The ringleader’s sharing of my blog post (during which they had mentioned “twee”, “two-faced” and “fence-sitting”), that had sparked the conversation that appeared underneath among the four or five people also involved the ringleader claiming that the post was in reference to them.  The locking down of my profile only added more fuel to that fire, providing the clincher for their assumption.

My theory is that the only reason the ringleader has not blocked me despite their level of rage against me is that if they block me, I won’t be able to see them or their profile, but they also wouldn’t be able to see mine.  So they sacrifice their privacy in order to spy on me.  Classy.

This was confirmed when they made a comment to that effect.  Which means they had visited my profile several times.  And it also means that they might have been borderline-butthurt when I denied them the opportunity to satisfy their twisted curiosity.

I knew from past experiences of witnessing various altercations between this person and anyone they zeroed in on, that once someone is in their crosshairs as a target for aggression, it doesn’t end well for whomever they’re targeting.  In the past, the targets had been more wisely chosen, and the aggression might arguably have been justified.  This wasn’t the case this time.  I hadn’t even been on Twitter much.  In fact, after originally losing those two former friends last week, the rejection and friendship termination affected me such that I felt the need to take a break of undetermined length from Twitter, and respond to private messages and personal notifications only.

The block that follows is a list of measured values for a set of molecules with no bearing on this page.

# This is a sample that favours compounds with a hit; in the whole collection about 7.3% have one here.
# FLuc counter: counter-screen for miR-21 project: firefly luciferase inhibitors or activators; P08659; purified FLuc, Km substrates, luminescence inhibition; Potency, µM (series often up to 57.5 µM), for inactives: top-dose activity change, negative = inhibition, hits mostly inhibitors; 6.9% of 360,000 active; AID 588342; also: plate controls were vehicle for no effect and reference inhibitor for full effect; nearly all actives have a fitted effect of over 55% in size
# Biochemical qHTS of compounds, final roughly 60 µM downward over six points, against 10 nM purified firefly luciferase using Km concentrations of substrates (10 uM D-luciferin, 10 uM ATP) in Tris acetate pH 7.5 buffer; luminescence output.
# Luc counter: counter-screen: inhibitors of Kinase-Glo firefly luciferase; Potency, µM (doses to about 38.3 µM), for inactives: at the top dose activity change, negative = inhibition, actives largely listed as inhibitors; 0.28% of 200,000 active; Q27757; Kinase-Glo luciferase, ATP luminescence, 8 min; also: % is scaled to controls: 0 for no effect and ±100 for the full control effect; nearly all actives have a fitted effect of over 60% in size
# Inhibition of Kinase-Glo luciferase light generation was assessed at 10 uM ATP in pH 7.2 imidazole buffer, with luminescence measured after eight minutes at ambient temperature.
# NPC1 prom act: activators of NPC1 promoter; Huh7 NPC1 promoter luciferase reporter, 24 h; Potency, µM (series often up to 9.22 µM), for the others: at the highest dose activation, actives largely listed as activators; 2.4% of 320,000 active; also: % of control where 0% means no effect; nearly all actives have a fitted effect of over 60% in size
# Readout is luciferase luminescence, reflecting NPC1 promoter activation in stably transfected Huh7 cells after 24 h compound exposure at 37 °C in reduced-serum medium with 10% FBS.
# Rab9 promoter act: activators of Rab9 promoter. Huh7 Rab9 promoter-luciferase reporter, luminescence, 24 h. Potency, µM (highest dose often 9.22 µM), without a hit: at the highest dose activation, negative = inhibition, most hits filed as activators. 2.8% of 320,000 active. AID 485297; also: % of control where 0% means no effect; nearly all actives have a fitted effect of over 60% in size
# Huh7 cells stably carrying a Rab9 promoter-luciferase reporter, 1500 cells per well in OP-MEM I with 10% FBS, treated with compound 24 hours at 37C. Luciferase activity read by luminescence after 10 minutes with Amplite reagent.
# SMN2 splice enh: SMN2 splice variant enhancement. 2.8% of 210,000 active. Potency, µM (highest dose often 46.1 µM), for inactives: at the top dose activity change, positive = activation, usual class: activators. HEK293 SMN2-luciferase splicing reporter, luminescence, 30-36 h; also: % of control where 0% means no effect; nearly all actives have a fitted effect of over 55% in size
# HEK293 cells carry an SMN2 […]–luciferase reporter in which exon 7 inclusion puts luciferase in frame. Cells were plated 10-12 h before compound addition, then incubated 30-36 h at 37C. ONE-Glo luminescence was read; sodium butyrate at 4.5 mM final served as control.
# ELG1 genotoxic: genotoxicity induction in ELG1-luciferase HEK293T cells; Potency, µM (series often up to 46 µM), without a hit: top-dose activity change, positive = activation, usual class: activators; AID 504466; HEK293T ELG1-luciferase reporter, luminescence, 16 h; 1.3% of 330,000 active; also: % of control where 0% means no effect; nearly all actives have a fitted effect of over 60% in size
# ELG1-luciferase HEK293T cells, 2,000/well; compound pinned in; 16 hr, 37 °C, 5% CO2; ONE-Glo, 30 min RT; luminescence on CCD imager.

Regardless, after realizing that I was getting pummeled, I knew that it was a hopeless situation.  If my dignity was already fair game, if it was open season on me, I knew that I would always be a target.  That’s why the ringleader hadn’t blocked me; they wanted to continue to see what I was posting so that they could continue to pick at it, pick it apart.

My lockdown came when I realized I hadn’t felt safe.  I needed time to vent and process, unfettered.

They’d been so sure that my post was about them.  Although their behavior fit the bill for sure, and I’d be lying if I denied the fact that their images entered my mind more than once while writing that post, it wasn’t necessarily specifically about them.

When faced with what they perceive as criticism, it’s a common theme among Aspies or autistic people to direct the focus inward, assuming it’s they who someone is mad at, assuming they did something wrong.  Usually we’re much more introverted about this, meaning that we keep our thoughts to ourselves much of the time.  But in this case, those thoughts didn’t remain on the inside; they were spewed all over.

The ringleader was pretty sure that post (and my entry into lockdown mode) was all about them.